Abstract
Rational drug design is a method for developing new pharmaceuticals that typically involves the elucidation of fundamental physiological mechanisms. It thus combines the quest for a scientific understanding of natural phenomena with the design of useful technology and hence integrates epistemic and practical aims of research and development. Case studies of the rational design of the cardiovascular drugs propranolol, captopril and losartan provide insights into characteristics and conditions of this integration. Rational drug design became possible in the 1950s when theoretical knowledge of drug-target interaction and experimental drug testing could interlock in cycles of mutual advancement. The integration does not, however, diminish the importance of basic research for pharmaceutical development. Rather, it can be shown that still in the 1990s, linear processes of innovation and the close combination of practical and epistemic work were interdependent.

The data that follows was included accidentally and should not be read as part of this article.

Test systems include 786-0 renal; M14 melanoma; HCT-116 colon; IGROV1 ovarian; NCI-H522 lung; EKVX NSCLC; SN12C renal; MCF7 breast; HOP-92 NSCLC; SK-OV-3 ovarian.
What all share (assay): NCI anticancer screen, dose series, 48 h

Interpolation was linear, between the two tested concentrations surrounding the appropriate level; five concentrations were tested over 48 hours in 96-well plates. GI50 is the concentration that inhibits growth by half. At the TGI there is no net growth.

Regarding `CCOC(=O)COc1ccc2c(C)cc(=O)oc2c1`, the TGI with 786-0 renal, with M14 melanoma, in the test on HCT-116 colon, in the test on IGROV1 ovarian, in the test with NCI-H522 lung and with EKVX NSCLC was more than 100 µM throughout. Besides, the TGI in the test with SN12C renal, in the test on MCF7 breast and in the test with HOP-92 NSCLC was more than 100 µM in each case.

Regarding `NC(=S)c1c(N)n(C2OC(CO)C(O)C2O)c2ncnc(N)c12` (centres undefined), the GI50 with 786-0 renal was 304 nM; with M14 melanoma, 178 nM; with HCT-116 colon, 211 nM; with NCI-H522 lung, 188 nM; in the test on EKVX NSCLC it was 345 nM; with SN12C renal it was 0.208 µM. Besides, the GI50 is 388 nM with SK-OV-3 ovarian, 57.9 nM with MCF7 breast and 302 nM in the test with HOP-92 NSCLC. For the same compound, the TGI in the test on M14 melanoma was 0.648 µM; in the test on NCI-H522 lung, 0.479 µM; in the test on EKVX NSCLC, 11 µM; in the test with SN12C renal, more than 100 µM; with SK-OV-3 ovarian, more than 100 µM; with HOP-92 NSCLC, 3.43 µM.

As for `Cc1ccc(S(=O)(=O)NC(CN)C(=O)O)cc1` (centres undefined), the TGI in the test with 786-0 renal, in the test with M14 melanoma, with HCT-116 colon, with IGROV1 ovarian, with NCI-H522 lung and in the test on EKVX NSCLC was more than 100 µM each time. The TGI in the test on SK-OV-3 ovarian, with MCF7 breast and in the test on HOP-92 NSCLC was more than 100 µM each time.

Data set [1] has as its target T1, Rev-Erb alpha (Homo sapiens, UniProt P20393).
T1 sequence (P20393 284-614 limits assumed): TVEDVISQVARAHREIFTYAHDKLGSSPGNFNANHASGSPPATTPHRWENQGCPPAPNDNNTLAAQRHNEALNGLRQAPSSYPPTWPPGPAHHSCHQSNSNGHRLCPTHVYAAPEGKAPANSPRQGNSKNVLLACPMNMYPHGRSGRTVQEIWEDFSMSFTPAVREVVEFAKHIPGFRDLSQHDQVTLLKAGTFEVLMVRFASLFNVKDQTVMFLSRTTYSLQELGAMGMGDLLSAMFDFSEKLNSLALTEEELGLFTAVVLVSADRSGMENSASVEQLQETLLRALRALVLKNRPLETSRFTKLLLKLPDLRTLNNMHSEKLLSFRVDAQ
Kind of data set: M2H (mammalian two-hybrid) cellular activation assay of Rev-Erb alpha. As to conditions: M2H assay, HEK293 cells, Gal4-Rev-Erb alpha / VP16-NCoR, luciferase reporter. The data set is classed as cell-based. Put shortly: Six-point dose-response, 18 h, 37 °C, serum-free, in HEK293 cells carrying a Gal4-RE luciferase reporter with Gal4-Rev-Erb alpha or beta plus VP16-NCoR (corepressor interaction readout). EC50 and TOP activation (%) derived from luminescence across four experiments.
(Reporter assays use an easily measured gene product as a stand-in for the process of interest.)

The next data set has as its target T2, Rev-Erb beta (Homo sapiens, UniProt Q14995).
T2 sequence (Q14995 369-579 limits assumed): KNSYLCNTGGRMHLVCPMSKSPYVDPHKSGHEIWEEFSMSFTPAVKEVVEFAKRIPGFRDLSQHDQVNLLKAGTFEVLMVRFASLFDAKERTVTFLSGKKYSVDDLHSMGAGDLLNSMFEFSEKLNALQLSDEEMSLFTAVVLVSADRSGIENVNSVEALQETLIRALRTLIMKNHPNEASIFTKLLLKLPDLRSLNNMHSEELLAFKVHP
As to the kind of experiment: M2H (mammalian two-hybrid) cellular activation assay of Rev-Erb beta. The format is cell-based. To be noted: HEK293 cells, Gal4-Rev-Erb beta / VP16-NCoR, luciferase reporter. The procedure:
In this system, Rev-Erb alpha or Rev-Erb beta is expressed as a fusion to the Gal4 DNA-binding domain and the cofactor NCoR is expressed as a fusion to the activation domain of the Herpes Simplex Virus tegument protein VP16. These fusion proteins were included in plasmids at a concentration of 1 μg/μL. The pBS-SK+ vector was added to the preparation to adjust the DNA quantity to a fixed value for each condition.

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DOI 10.1016/j.shpsc.2005.07.003
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Rethinking Mechanistic Explanation.Stuart Glennan - 2002 - Philosophy of Science 69 (S3):S342-S353.

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The Division of Cognitive Labor: Two Missing Dimensions of the Debate.Baptiste Bedessem - 2018 - European Journal for Philosophy of Science 9 (1):1-16.

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